Written by |Nov 12, 2015|0 comments
As children, there is little space in which we don’t fit play. Truly the only time we don’t play during childhood is when we are at school or when we are doing homework. What if it didn’t have to be so? Furthermore, what if the way we have been thinking about school as opposed to play was actually wrong? What if play and games can hold more or just as much educational value as what we consider “academic learning”?
As internet and mobile device usage becomes more widespread through students of all ages, educators must be prepared to adapt to the needs of the digital native generation. Games might just be the solution that teachers need. Games can provide a more engaging learning experience by allowing the child to discover and explore a new medium, rather than having all of the answers presented to them.
Games help children develop, in addition to cognitive skills, non-cognitive skills that are even more important when predicting future success in life. Games teach children patience, discipline and how to learn from their mistakes. Through not realizing the “seriousness” of the learning process that takes place in when playing a game, children are actually more inclined to try and retry.
Why should we use game based learning?
• Gets students more engaged. Students easily engaged to game activities due to their willingness in playing.
• Makes learning an enjoyable, fun activity. The use of games encourages students to keep learning and to erase the idea that learning is boring.
• Provides Quick and Specific feedback. Which enables students to figure out the right way (or a right way) to succeed
• Encouraging learning through trial and error. Using games enables children to understand the consequences of their choices. Students can learn through experiences. Games offer a safety environment to test and learn through mistakes so the information becomes meaningful when students understand its use.
The digital environment provides numerous opportunities for using game based learning. Fusing educational games and more traditional learning practices can improve classroom engagement and can provide a positive learning experience.
Written by |Nov 02, 2015|0 comments
Now that the trick-or-treating is over and everyone is counting their candies, we can take the time to actually reflect on the meaning of Halloween. Is this celebration really just about dressing up in scary costumes and going out to ask for candy or is there more to it?
Origins of Halloween
The origins of this holiday have long been disputed. While some hold the belief that the tradition of Halloween comes from Ireland and is mostly pagan, some claim that the celebration is a catholic one and is in close relation to the All Hallows Day and the All Souls Day. The truth is that both of these holidays have probably merged to create a new tradition.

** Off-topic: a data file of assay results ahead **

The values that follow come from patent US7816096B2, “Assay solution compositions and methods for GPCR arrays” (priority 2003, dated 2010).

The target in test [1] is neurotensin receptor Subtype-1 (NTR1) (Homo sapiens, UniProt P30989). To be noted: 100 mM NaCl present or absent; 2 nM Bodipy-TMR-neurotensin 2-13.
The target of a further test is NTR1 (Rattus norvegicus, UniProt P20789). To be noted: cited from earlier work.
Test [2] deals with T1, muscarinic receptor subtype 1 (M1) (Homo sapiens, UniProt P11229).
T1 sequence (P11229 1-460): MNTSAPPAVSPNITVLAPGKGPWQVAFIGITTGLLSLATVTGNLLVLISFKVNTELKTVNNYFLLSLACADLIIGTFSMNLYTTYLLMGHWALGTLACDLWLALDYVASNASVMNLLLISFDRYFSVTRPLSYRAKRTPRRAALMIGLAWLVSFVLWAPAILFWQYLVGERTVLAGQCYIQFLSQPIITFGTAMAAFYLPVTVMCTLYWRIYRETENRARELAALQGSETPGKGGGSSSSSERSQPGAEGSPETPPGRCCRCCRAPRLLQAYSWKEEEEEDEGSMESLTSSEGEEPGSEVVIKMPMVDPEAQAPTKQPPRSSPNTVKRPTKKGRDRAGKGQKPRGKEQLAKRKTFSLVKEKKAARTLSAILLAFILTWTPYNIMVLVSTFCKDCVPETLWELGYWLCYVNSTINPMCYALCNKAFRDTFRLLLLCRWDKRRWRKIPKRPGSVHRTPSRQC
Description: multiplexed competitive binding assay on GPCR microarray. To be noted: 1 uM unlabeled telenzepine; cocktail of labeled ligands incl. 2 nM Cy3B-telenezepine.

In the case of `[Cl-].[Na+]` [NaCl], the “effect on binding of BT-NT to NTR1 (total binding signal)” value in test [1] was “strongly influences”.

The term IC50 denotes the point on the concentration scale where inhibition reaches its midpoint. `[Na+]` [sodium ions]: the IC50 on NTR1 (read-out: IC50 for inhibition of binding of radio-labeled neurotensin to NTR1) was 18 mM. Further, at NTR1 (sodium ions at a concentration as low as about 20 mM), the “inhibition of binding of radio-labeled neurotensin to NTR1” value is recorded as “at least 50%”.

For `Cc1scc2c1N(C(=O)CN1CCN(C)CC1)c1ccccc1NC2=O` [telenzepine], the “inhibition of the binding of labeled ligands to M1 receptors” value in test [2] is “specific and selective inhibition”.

In the celtic tradition, people dressed as evil spirits at the onset of winter. They were marking the end of the harvest season and the beginning of the “darker half” of the year. The celts also believed that the souls of the dead were returning to the living world on this particular night and that they must be welcomed and celebrated. People would also dress up and go around town singing and reciting verses in exchange for food, the belief was that they were winter spirits asking for rewards in exchange for good fortune.
Today’s Halloween traditions have likely been influenced by Christian beliefs. Halloween is the evening before the Christian celebrations of All Hallows’ Day on 1st of November and All Souls’ Day on 2nd of November. Because of this, the 31st of October holiday the name of All Hallows’ Eve which probably became Halloween over the years. During these days the Christians honor the saints and pray for the recently departed souls who did not yet reach heaven. Christians also exchanged food during this celebration in a custom known as “souling”. Christians would bake soul cakes and would gift them to poor people who would, in exchange, pray for the souls of the dead.
Halloween in America
In America, there is no indication of the fact that Halloween was widely celebrated until the 19th century. The Irish and Scottish immigration from the 19th century turned this day into one of major celebration.
Written by |Oct 30, 2015|0 comments
We’re teaching preschoolers basic science concepts through GazziliScience. But what happens when you want to take the concepts presented in the app and demonstrate them in the real world? Don’t worry, we at GazziliWorld have it covered. In this article we’re going to present six experiments to help you teach science without a mobile device.
Plants is the first activity from GazziliScience. In it, your child learns about how plants grow and the resources they need to do so.
What you will need: 1 small pot, soil, a couple of wheat seeds, water
Fill the small pot with soil and put the wheat seeds at the top. Afterwards, water the seeds and cover them with soil. Place the pot near a window so the plants can have enough light and make sure the pot is placed in a warm area. Water the seeds daily, heavily in the first 3 to 4 days. After 7 to 12 days you should begin to see little sprouts.
This one is a little trickier to exemplify, but you could easily teach children what it happens when it rains.